Aspiring author and random thinker

On Humans: The Animal Nature

Did you ever wounder why this world is full of hate and war? Well the hate I cannot say that I will mention, but the wars, well we make war just for the same reasons animals attack each others, conflicting needs, both on a short-term and long-term bases.

I was watching National Geographic the other day and a show about lions was on, one of the scenes had a couple of male lions fighting over territory, the victor got to keep the pride and be their dominant male (or whatever terminology applies to felines), apparently lions cannot survive for long by themselves, and the chances of survival for the outcast male was very slim.

Another show had a scene where a panther and an anaconda met, they seemed to just stumble upon each other. In most cases where animal just cross paths nothing interesting really happens, however, this wasn’t on of those ‘most cases’, the panther and the anaconda had a fight, and eventually the panther managed to kill the giant snake and left its carcass to rot (not taking a single bite).

Finally, when bears and wolves come across one another, they try to kill each other, unless the pack or bear decides to flee or that the risk of injury is too great and the fight is not worth potentially sustaining such injuries.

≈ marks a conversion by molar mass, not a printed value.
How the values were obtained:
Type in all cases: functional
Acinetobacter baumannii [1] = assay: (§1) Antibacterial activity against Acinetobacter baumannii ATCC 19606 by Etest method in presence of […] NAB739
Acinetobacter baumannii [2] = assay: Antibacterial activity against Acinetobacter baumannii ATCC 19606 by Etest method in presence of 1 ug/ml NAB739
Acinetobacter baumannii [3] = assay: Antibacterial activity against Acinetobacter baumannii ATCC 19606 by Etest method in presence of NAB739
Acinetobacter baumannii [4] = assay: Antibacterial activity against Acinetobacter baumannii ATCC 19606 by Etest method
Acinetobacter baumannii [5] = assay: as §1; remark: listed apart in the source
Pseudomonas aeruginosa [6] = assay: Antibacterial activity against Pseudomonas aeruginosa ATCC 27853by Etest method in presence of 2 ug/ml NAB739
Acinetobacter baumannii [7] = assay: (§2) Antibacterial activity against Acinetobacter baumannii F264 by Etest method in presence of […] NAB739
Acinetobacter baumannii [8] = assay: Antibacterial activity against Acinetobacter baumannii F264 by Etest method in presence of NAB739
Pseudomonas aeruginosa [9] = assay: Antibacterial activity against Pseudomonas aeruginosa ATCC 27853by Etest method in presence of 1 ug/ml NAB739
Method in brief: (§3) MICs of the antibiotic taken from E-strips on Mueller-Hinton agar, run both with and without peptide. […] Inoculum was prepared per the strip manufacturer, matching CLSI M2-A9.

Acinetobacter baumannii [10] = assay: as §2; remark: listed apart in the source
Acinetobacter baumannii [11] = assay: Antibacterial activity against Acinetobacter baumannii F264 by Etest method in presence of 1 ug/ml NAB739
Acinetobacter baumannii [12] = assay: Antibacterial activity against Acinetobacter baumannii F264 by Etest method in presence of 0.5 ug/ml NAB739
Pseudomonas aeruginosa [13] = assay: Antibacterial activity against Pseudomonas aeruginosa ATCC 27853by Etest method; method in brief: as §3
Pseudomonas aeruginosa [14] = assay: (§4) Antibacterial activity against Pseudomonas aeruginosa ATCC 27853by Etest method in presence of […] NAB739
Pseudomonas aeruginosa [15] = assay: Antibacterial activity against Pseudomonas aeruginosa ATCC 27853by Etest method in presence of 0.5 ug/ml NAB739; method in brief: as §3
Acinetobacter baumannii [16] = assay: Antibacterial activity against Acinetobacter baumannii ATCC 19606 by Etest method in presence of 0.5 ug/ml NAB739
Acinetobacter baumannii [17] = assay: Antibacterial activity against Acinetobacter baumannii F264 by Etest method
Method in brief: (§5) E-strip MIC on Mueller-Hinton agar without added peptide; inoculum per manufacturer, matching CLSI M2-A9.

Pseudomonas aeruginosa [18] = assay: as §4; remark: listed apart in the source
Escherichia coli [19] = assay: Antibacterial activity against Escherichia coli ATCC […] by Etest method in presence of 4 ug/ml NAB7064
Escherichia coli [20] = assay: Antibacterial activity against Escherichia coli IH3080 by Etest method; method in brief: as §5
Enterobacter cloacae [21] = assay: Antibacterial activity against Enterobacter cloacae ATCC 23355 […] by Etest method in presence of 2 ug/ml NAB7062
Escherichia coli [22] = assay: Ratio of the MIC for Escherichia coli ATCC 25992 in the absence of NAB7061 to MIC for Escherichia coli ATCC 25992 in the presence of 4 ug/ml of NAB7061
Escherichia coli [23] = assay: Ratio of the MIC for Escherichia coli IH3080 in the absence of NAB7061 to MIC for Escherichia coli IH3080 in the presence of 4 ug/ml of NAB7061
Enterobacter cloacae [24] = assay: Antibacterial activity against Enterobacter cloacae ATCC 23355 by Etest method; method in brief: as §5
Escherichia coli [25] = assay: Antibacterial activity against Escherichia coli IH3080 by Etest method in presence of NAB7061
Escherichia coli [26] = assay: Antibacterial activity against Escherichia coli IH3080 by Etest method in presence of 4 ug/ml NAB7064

By now you probably are wondering what the hell am I ranting about, the truth is that all these scenarios are caused by the exact same reason, need. Most animals have one or two basic needs, food and shelter, humans, on the other hand, have other needs that seem less necessary, but are equally important.

Maslow’s hierarchy of needs classify human needs into seven needs, basic, security, social, esteem,  and self-actualization. In this pyramid, the first need must be satisfied for the second to exist and so on, notice that, in essence, no need is more important that the other once its satisfied.

Unlike animals, our needs range far more then food, water and territory, some of us want wealth, power or any other abstract and seemingly irrelevant wants (although they are needs). Basically, this supports my belief that regardless of all our cognitive development, we are still animals and have a lot to learn about being civil.

Do not forget that we are only humans and are prone to mistakes, the true shameful and unforgivable act is to forget our nature and stop thinking of ways to improve ourselves while embracing our nature.


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